It’s finals week. The papers are in. Just one exam to give and one set of presentations to hear. Grades are due Tuesday. So naturally, it’s time for a blog post!
“Christmas time is here.” The opening line of the skating song from A Charlie Brown Christmas gets most of us reciting the whole thing through Linus’ speech (“lights please”) and on through the chorus of Hark the Herald Angels Sing.
It’s probably the brain-frying exercise of ending the semester but I started thinking of CBC as an allegory for a number of issues confronting the evangelical church in recent days. It’s not a perfect match, but we gave John Bunyan a wide berth on Pilgrim’s Progress, so stay with me.
In my allegory, Charlie Brown represents the evangelical church in the age of Christendom. He wasn’t sure what Christmas was all about and suddenly gets made director of the Christmas play. He doesn’t know anything about directing and nobody particularly wanted him to be calling the shots. But here he is and is committed to making a difference. Not just a play, but the best play anyone had ever seen. He tries to exert authority, but every time he turns around nobody is paying any attention. Even Snoopy mocks him. He’s sure he’s doing the right thing (sincerity is a big deal to CB) but it just doesn’t turn his way. He tries to get a nice tree and kills it. In the evangelical church, we found ourselves connected to power and whatever we do it turns out kind of messy.
Charlie Brown’s sister Sally represents the kind of celebration of commercialization that would make Sarah Palin proud (“I love the commercialization of Christmas because it spreads the Christmas cheers, the most jolly holiday obviously on our calendar.” ) She wants to make things easy on Santa by just asking for tens and twenties. Such a focus on outcomes would make any prosperity preacher happy as he shows off his big house (or houses) and “smokin’ hot wife” on his new reality show.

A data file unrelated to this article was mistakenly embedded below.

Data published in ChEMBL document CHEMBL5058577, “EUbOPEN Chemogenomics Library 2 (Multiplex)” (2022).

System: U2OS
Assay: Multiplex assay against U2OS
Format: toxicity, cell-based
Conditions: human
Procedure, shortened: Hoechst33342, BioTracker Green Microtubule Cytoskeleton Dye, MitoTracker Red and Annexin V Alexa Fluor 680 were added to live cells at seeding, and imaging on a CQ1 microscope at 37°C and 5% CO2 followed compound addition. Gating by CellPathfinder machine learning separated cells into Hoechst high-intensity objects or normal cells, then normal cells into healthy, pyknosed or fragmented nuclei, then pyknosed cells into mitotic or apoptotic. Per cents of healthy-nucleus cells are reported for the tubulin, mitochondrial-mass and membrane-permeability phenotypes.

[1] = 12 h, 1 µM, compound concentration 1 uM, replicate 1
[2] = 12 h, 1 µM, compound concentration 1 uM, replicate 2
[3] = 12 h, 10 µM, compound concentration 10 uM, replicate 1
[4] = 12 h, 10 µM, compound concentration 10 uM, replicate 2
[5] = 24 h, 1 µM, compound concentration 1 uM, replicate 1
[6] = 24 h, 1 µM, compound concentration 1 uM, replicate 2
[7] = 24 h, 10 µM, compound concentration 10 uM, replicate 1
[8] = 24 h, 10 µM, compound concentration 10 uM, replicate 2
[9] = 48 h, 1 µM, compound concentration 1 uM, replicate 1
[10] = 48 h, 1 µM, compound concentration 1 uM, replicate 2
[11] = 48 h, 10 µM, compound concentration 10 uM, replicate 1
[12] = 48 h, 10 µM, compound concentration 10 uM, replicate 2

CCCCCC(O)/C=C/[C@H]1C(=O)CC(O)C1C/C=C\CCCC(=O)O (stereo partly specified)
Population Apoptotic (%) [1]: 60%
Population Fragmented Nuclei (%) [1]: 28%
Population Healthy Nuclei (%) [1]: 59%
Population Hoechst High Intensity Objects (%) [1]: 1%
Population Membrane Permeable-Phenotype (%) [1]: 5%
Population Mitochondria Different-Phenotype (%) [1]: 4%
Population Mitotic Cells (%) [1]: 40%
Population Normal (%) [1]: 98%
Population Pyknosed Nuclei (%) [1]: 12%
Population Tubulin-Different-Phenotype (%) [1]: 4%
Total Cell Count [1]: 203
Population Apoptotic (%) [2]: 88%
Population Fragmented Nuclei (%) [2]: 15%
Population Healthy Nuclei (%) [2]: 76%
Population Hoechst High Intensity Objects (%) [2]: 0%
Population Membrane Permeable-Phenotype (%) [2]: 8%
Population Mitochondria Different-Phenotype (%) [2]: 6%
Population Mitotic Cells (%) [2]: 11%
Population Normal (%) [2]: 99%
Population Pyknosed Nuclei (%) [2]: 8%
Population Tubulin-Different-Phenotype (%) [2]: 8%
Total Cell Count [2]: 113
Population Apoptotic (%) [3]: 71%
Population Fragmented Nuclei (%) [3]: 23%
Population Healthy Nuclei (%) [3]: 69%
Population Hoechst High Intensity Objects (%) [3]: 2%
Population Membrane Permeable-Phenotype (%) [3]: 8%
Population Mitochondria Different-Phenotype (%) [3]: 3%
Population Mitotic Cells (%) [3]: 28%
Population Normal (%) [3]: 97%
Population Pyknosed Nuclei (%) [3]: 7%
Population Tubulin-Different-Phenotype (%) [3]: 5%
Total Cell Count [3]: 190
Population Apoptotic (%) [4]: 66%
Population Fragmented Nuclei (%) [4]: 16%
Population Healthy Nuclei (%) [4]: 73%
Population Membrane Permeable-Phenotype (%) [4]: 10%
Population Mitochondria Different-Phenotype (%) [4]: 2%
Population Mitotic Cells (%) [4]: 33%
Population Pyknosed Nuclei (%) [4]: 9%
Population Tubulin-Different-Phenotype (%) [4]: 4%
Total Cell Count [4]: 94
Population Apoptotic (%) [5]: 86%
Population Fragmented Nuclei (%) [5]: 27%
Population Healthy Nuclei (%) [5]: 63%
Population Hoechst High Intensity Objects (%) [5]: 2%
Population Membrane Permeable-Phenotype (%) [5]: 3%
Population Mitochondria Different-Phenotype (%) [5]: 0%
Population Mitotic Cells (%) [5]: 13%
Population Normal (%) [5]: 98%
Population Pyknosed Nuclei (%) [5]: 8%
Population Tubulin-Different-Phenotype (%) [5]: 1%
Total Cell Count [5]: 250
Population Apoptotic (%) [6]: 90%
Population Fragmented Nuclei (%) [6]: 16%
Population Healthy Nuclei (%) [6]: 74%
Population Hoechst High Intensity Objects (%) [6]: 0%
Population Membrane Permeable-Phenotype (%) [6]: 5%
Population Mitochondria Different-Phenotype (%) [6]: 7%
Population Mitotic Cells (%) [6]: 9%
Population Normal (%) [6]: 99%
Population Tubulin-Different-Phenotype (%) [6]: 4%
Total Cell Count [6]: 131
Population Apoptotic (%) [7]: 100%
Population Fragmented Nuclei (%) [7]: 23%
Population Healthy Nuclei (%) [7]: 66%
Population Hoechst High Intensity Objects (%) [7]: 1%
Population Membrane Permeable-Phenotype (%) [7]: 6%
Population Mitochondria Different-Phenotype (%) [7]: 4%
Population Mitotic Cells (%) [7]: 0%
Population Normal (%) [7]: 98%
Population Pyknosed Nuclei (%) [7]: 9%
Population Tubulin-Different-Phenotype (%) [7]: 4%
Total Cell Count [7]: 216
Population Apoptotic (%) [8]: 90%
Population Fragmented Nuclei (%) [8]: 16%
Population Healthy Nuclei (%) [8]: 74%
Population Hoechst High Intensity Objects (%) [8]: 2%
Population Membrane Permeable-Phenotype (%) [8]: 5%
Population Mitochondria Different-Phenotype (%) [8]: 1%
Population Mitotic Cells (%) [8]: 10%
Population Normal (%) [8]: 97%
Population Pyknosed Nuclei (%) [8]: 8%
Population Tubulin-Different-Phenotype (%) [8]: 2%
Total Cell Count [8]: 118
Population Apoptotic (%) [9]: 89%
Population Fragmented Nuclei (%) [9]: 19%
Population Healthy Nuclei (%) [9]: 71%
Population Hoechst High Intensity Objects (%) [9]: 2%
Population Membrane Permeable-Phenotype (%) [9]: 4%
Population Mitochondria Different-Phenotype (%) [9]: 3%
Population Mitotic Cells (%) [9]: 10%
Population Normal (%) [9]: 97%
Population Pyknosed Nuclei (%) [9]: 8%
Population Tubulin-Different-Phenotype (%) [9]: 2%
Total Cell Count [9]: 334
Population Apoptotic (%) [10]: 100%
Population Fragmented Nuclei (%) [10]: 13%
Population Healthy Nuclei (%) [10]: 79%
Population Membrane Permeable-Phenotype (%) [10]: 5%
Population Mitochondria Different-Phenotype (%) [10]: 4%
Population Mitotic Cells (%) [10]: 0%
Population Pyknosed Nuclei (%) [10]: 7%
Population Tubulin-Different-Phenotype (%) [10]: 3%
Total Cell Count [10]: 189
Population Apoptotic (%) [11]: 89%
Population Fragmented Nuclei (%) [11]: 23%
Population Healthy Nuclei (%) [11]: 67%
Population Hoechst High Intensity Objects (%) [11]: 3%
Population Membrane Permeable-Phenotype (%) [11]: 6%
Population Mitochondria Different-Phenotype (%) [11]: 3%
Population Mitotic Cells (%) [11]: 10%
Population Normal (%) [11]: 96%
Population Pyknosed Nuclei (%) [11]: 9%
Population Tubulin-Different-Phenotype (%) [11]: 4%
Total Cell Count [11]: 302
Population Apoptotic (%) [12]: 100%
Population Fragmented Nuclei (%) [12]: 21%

Schroeder represents contemporary Christian music. He is very, very, very, into his music. The crowd seems to love it and engages in their strange little dance at a moment’s notice. When asked by Lucy to play traditional music (jingle bells) he makes it strange and without meaning.
In my imaginings, Lucy represents every celebrity-and-power leader in the church. She thinks the play is about her — she quickly moves from script girl to the prime candidate for Christmas Queen. When her authority is challenged by Linus, she responds with her Five Reasons (which involves making a fist and threatening to punch him). She turns on Charlie when things don’t go her way (she doesn’t pull the football trick here, but we know how she enjoys belittling him). She’s willing to offer him advice without really hearing his concern.
Then we have the token gang. A coupe of diverse kids, the weird twins, Violet and Freda (sure to be evangelical authors in the future), and Pigpen. All of them represent what Scot Peck calls pseudocommunity. They aren’t really part of the big picture but they add the impression of complexity.
Finally, we get Linus. Linus represents what I wrote about in my last post as Faithful Presence. He stands apart from the others, asks somewhat prophetic questions, and when the moment was right decides to share his answer to what Christmas Is All About. Sure, his delivery is a bit dramatic and he could have shared more about his personal quest, but he maintains his poise. He’s the one who says “I never thought it was such a bad little tree” and it’s his lead that transforms the scrawny tree into the tree that Charlie Brown imagined all along.
I’d umpack stuff about Snoopy but that would just be pushing the envelope too far.